Scientists from Discovery BioMed, Inc., and the Monell Center have received a collaboration grant to support the development of next-generation screening technologies to enable identification of bitter taste blockers.
The ultimate goal of the project is to improve the taste and acceptability of nutritious plant-based foods and to increase patient willingness to take oral medicine. Though artificial sweeteners, sugar and salt are often used to mask bitterness in food and medicine, these additives aren’t always effective and aren’t ideal for all populations.
Together, the organizations will design and optimize high-throughput taste cell-based bioassays that can be used to discover new bitter taste receptor blockers. The project is funded by a Phase I grant from the Small Business Technology Transfer (STTR) program at the National Institutes of Health.
“The STTR grant will facilitate the transfer of Monell’s taste culture technology through DBM's biotech entrepreneurship. This project exemplifies the value of public/private sector partnerships in stimulating technological innovation to improve human health,” said Nancy Rawson, Ph.D., associate director at Monell and a principal investigator (PI) on the grant.
Related: Research from Monell, Integral Molecular Displays Bitterness Inhibition
“Bitter taste currently presents a barrier to overcoming global public health challenges," said dual PI Erik Schwiebert, Ph.D., CEO and chief scientific officer of Discovery BioMed (DBM). “As a small business focused on drug discovery, we are excited to be working with Monell to help identify solutions to this problem.”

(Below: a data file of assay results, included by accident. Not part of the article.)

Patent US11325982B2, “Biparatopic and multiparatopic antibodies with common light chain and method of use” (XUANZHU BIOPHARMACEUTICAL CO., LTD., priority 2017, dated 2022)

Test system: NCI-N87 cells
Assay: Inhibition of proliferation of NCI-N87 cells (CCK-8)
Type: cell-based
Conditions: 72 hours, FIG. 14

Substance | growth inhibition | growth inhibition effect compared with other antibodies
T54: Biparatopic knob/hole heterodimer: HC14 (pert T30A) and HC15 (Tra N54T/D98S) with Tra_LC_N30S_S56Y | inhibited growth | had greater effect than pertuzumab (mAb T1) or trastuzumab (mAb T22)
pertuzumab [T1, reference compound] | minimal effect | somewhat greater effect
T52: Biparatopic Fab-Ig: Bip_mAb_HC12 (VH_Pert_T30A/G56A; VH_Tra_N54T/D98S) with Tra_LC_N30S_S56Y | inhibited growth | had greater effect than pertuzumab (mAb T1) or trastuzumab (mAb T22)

Monell scientists will use genetic and sensory tests to identify people who are highly sensitive to a range of bitter taste compounds, and then obtain tissue samples from those individuals to establish taste cell cultures. Using these cultures, DBM will employ its methodologies to immortalize (grow indefinitely) the cultured cells and then to separate out and clone immortalized bitter taste cells to create a platform for high-throughput screening of potential bitter antagonists.
DBM will test proof-of-concept by challenging the cells with known bitter small molecules and botanical extracts using four previously validated measures of bitter receptor activation. This will ensure that the cloned cells act identically to native human bitter taste cells.
“Using human-derived taste cells to identify potential bitter blocking compounds is more likely to identify blockers that also work in human subjects than tests done in non-taste cells,” said Monell associated director and grant PI Danielle Reed, Ph.D. “During this first phase of development, our goal is to establish the technical merit and feasibility of our approach so that we have a robust platform on which to discover, validate, and profile bitter taste antagonists moving forward.”